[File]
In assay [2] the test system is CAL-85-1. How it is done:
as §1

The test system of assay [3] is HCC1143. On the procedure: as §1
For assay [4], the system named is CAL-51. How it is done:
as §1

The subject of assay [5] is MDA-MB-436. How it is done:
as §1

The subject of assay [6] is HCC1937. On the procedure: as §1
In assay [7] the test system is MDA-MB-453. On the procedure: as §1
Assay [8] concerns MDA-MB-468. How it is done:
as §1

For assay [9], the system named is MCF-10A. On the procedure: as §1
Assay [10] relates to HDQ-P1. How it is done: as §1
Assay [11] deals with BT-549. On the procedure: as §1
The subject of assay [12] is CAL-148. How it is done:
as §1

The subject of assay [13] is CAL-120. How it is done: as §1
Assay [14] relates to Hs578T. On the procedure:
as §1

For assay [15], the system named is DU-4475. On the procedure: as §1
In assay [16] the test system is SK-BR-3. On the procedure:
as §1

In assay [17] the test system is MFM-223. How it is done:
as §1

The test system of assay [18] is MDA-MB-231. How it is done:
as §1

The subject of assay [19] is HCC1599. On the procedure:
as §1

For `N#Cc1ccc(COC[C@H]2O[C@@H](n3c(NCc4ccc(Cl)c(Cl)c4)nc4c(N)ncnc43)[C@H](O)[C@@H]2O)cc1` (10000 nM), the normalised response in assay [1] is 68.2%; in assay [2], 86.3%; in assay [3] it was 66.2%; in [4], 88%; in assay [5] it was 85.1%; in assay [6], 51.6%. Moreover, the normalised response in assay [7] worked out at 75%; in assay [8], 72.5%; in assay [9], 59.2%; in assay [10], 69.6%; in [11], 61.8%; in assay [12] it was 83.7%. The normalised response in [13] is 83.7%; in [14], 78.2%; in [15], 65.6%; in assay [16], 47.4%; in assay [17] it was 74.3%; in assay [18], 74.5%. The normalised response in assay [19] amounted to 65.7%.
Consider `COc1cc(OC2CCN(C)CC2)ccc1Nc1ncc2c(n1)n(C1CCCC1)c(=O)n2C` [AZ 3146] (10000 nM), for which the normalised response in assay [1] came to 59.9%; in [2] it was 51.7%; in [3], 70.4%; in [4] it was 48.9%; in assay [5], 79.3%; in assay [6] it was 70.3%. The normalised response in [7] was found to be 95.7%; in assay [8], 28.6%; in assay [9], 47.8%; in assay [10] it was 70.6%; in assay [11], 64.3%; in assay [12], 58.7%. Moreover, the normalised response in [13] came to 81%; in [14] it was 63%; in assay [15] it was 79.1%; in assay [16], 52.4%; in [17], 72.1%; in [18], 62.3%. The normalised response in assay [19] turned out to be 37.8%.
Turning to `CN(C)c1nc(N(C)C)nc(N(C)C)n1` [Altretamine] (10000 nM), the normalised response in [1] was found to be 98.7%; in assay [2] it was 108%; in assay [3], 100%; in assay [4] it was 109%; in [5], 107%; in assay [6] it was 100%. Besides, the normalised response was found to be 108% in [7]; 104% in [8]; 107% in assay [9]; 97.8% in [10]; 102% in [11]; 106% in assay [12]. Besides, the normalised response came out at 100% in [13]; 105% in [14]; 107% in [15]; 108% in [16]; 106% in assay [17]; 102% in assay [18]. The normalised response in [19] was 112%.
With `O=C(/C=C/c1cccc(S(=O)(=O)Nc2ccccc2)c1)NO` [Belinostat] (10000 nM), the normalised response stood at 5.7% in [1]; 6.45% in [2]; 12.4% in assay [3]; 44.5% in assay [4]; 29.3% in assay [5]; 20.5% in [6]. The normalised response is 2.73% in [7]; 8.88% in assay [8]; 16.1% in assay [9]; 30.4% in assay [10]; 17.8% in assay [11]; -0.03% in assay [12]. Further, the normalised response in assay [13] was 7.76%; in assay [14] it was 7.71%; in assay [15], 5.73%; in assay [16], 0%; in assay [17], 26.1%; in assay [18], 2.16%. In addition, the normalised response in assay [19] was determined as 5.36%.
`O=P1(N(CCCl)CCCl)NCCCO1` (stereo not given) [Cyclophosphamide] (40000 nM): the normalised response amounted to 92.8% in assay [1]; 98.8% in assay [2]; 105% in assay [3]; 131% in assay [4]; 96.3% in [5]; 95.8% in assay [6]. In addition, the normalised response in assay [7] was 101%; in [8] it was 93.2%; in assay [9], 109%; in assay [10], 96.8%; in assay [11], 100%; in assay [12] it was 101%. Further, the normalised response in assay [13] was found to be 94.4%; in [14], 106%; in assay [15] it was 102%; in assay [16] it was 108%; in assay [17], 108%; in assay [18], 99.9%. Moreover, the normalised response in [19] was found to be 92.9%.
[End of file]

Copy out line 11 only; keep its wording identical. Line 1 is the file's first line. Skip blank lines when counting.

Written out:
as §1